However some do and it is usually then configured to .


Checking Open Ports

You can see from the screenshot above that I’ve opened ports 1800 and 1884 and 8884.

I used the online open port check to check those ports and also one that shouldn’t be open and you can see the results below.


Note: I’ve hidden my external IP address for security reasons.

Port Triggering

This is a type of dynamic port forwarding were ports are opened by an application, and don’t require prior setup.

The application connects to the designated trigger port on the router which tells the router to open a specific port for inbound traffic.

After the application has finished it closes the ports it opened.

Because the ports aren’t left open it is considered more secure than port forwarding.

UPnP ( Universal Plug and Play)

You may have noticed that your games work OK on the Internet even though you have not configured port forwarding.

This is most probably because the router has UPnP enabled.

Using the UPnP protocol an application can open ports on the router.

The screen shot below is taken from my router and shows a standard port forwarding rule and one setup automatically using UPnP.


Using UPnP is considered insecure and to be avoided if possible.

However most routers come with UPnP enabled by default.


Port forwarding Maps external IP addresses and ports to Internal IP addresses and ports allowing access to internal services from the Internet.

It is configured on home routers and it is necessary because home routers use NAT which isolates the home network from the Internet.

Common Questions and Answers

Q- Is the External IP address mapped to the Internal IP Address?

A- No the external port is mapped, and not the external IP address. the external IP address might change see Dynamic DNS

Q- Should I use a static Internal IP address or can I use addresses assigned by DHCP?

A- You should always use a static one.

Q- Do I need to forward both the TCP and UDP ports?

A- It depends on the application. You need to check which ports the application uses.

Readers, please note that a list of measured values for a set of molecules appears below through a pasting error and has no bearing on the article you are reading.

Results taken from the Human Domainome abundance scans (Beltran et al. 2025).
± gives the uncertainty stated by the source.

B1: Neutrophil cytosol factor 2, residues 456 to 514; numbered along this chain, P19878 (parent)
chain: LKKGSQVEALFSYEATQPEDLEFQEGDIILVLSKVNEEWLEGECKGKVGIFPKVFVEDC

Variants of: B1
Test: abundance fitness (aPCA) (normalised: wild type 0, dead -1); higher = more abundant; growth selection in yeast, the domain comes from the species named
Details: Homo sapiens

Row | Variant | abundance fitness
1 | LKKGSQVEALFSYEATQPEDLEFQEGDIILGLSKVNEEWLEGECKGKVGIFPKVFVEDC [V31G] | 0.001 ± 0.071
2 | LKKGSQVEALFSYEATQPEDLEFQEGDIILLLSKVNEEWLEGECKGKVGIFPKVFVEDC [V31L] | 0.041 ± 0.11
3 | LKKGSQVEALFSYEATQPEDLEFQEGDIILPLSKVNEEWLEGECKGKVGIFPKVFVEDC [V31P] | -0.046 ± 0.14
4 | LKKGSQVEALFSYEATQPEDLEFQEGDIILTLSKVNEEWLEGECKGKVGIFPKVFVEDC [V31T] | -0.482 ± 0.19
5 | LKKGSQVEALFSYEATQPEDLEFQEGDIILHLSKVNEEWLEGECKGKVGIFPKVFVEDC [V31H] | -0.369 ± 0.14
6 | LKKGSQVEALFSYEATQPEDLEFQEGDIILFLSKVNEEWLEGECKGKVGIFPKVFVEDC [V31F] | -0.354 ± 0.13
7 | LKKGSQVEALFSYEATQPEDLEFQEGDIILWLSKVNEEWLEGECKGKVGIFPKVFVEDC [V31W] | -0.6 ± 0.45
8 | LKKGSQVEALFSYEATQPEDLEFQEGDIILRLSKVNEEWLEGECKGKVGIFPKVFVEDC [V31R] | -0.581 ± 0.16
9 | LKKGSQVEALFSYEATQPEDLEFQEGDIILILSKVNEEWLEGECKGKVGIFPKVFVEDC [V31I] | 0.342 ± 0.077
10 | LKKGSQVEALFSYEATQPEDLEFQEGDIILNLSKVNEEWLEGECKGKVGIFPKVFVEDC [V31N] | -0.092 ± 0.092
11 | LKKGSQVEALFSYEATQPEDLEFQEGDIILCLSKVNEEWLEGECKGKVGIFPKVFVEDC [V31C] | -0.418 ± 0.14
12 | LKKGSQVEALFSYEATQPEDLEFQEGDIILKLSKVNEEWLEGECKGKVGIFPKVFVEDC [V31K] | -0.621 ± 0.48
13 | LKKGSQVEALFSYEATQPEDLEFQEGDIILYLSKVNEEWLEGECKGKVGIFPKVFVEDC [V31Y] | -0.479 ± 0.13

Q- How do I know if my device has a static address or a dynamic one?

A- You have to go to the device and examine the settings or look at your DHCP server.

Q- How do I know what port I need to forward?

A- You need to know what port the service you want to use is using.However most home routers will have a list of common games and applications and you just need to select it and it will automatically select the ports.


Q- How do I know if I have configured it correctly

A- You can use an online port forwarding checker to check that the ports are open.

Q- What is strict NAT?

A- Microsoft define three levels of NAT- Strict,Moderate and Open. Devices that perform strict or moderate can affect Gamers on Xbox. See this article for help

Q- Does port forwarding affect my home network security?

A- Yes because you are exposing the home network to the Internet meaning that external devices can access internal devices.

Q- I’m using port forwarding should I also use DDNS (dynamic DNS).

A- Almost certainly yes unless if you are using it on a permanent basis.

Related Tutorials:


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  1. Hi Steve,
    First of all I want to say thanks for your excellent explanation. I was struggling with this port forwarding for some years without understanding it. Great that you created this document.
    In my home I have some Shelly devices on my network. They can use a cloud connection. To do so you apparently need to do some port forwarding and more. Here are my questions about
    1. The Shelly devices have fixed IP, but use all the same port (e.g. 6010). I can create more then one “rule” using the different fixed IPs of the Shelly devices, but what about the external port? Should I use the same port for all the devices there? I think this cannot be true…
    2. I understand that my ISP uses “shared” IP adresses as outside IP. I understand that in that case more user routers share the same IP (as if there is a router upstream at the IPS with one external IP for all connected users). I think I need a dedicated IP for myself to be able to use external access, right?

    1. Hi
      The devices need to have unique ids so on the local network they have the same port number but different ip addresses that hakes then unique.
      Therefore on the ISP side of the network they have the same IP address and so they need different port numbers.
      Hope that makes sense.
      To overcome the changing address use DDNS see here
      Also getting a fixed IP will do it but they aren’t always available.

  2. I need help, I want to forward 20004 to public IP

    Start port:
    End port:
    Internal IP:
    Internal Port:
    Protocol: TCP

    1. Start port:20004
      End port:20004
      Internal IP:Ip address of the local machine
      Internal Port:20004
      Protocol: TCP

      Note the internal port is flexible it depends on what port the application is using. If the application was a web server then it would be 80.